What are the different steps to calculate sector sales at OpenHealth?
Sales to the sector are the result of a data processing process that can be broken down into 3 stages:
- Step 1: OpenHealth calculates national sales data, through an extrapolation process, the modalities of which we detail in this article
- Step 2: Sector reallocation coefficients are then calculated for each product and sector
- Step 3: National sales data are reallocated in each of the sectors thanks to the sector reallocation coefficients
So we have National - > sector reallocation coefficient > Sector
Modeling national sales and then reallocating them to the sector is a more robust method from a statistical point of view than extrapolating to the sector and reconstructing national sales. (sector - > national)
Indeed, the overall statistical margin of error of national extrapolation is much lower (due to the greater number of pharmacies) than the sum of the margins of error of the extrapolations sectors.
Why do production operations (MAM, IPR) affect sales?
The data model at OpenHealth is designed to dynamically reflect the commercial reality in pharmacy: product launch (IPR), product deletion (SPR), categorical approach (MAM) . The hierarchical criteria of the product scope of your market (segment / brand / product) are therefore dimensions taken into account in the calculation of the sectoral reallocation of your sales.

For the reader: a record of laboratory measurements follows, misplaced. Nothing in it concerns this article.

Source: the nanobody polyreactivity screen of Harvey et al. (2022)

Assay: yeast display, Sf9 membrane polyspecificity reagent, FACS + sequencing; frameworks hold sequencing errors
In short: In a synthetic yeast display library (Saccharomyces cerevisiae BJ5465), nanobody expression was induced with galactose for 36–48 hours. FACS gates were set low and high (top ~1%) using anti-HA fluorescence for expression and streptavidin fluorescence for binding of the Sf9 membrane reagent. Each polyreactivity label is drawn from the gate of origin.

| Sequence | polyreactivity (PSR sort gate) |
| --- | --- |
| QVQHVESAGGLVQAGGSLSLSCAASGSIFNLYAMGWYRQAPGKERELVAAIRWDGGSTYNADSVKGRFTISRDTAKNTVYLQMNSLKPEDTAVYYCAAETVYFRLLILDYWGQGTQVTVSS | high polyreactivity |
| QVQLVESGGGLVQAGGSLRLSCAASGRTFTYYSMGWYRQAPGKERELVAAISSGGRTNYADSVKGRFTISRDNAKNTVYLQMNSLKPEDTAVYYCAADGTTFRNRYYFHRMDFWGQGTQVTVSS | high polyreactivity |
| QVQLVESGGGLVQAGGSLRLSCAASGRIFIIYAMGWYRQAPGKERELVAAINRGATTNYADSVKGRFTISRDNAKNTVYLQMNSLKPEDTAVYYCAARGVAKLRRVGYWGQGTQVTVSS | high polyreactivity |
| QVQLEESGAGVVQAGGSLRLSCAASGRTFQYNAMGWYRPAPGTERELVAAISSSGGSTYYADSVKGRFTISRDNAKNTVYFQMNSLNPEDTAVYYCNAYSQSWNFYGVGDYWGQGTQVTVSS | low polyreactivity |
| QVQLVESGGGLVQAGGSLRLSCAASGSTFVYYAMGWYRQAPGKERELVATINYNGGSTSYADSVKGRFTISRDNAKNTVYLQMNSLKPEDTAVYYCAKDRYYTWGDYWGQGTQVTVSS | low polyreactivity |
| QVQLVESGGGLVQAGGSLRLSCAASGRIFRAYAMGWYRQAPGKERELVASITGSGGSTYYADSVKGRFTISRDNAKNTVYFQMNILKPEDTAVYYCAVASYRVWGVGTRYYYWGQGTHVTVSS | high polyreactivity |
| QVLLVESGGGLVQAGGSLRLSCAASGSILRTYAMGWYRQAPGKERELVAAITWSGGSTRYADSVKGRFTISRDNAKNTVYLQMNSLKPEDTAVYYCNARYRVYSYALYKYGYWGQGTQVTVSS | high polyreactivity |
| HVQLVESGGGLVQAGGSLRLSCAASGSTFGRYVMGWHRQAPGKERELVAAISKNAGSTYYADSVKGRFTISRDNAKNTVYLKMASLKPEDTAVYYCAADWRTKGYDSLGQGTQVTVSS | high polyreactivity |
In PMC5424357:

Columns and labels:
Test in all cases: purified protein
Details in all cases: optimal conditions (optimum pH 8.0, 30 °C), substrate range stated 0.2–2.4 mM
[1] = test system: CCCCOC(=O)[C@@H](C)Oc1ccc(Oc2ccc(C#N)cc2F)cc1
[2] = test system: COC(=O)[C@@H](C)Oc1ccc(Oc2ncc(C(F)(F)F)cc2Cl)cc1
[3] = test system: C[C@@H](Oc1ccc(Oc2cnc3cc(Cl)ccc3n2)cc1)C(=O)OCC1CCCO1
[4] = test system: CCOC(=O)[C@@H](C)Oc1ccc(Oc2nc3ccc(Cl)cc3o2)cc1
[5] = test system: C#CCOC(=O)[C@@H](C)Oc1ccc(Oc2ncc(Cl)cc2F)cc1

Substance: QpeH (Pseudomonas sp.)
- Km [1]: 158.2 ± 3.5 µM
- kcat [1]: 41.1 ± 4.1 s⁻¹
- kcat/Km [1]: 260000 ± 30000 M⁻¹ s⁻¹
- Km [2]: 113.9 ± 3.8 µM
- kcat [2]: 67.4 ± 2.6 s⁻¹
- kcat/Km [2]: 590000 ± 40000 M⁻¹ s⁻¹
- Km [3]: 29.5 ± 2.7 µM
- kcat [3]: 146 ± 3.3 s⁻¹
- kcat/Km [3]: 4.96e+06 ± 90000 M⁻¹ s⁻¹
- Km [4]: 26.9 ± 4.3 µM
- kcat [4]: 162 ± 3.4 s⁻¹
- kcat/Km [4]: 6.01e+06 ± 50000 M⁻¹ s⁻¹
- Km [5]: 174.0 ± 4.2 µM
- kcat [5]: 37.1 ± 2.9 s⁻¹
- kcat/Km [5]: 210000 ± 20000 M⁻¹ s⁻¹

Let's take the example of an IPR, which is the addition of a product in a market.
This addition will have impacts on all products on the market, even on those that are not affected by the IPR. For example, adding product A to market X will change the market share of all products in the market.
In the same way, the introduction of a new product will modify the relative weight of the sectors, which is a variable taken into account in the coefficient of reallocation of sales from national to sectoral.
historical data is recalculated at each production operation, an RPI and MAM can marginally influence the allocation of national sales to the sector over all periods and across all products.
Why may this effect not be visible in other panelists?
OpenHealth has the particularity of processing all the data collected in flow, unlike historical models for sending Adhoc files on Excel which freeze the data at an instant t.
This difference explains why data can change over past time periods ('backdata') when market definition changes.
Working on data in flow actually has many advantages, such as being much more reactive in updating data (D + 1) and therefore being in touch with market events.